America Loves Its Arts
If you sing in a choir, paint watercolors, or play the saxophone, you may have helped make recent headlines. Half of all Americans took an active part in the arts last year - a record number, according to the National Endowment for the Arts.
Americans also spent more than ever on entertainment in 1997, indicate results of an NEA survey on arts participation, released last week. Half of the US population, or 97 million Americans, attended at least one of seven arts activities - jazz, classical-music concerts, opera, musicals, plays, ballet, or art museums. (As opposed to 41 percent in 1992.) And they spent more on live shows ($10.4 billion) than on movies ($6.5 billion) or spectator sports ($6.3 billion).
While this news is encouraging to arts champions everywhere, it comes as no surprise to folks at the NEA. "It's what people have been saying all along," says the agency's Cherie Simon. "And not just the wealthy. Or arts lovers. That's a fallacy. We've heard from mayors, business leaders, PTA groups.... People all over have told us and their legislators that the arts bring meaning to their lives. This has helped us turn a corner," she says, adding: "It's terrific, though, to see the numbers in this report."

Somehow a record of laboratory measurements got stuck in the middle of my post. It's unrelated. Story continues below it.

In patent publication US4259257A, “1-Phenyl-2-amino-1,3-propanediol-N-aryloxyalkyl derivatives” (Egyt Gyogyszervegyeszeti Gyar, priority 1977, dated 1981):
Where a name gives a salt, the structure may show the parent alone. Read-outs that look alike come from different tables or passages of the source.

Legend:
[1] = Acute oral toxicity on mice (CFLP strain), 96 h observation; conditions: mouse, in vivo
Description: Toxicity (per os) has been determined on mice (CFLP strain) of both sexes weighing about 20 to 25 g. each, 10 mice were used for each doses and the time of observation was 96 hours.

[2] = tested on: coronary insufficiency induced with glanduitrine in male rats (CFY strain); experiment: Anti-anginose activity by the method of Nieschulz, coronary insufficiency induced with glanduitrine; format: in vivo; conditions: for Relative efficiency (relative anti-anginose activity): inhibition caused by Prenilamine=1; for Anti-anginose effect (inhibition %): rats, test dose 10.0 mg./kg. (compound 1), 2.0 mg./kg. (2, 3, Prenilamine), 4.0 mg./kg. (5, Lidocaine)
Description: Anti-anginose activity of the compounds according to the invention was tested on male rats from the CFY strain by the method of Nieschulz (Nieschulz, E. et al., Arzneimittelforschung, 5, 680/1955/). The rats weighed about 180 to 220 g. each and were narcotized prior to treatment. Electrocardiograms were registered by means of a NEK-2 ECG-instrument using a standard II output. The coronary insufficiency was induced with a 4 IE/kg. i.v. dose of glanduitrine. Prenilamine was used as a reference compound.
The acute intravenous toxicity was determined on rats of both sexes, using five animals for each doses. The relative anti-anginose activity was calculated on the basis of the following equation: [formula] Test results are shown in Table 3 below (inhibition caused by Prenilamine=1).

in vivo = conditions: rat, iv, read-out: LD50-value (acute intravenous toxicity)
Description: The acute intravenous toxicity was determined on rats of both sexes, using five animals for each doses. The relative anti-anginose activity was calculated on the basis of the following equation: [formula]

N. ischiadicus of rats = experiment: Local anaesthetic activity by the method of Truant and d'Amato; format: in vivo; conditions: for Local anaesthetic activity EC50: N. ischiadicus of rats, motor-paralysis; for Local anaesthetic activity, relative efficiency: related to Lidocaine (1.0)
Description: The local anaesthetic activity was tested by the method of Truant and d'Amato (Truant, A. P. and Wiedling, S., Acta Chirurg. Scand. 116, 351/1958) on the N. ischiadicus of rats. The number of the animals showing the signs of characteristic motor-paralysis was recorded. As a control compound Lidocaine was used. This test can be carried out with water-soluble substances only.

The robust US economy has surely impacted consumer spending on the arts. But much credit should also go to arts organizations, which in record numbers have been striving to make the arts more accessible to people of all walks of life.
"They are connecting with their communities," says Ms. Simon. "That's the trend now, to reach out and bring people in who might not think of going there, and to work with young people in those communities."
Among leaders in the area of outreach are museums, which scored big points in the NEA survey. In fact, museumgoing ranks as the most popular arts activity (35 percent of American adults went at least once in 1997), with an average of three visits per person. This bodes well for this season's museum exhibitions. You can read more about three of them - Monet in Boston, Picasso in L.A., and the highly anticipated Van Gogh blockbuster in Washington - in next week's section.
This week, we're picking up where we left off with our series of arts "primers." They are designed to help readers feel more informed, and therefore, less intimidated and better able to fully engage and delight in their experiences as consumers of the arts. Others primers have included modern art, the blues, classical music, and sculpture. (You can find them in our online archives at: www.csmonitor.com) Today, we bring you ballet, which ranks between jazz and opera among America's arts interests.
Enjoy the show.
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For a complete report on the NEA survey, visit the agency's Web site at: arts.endow.gov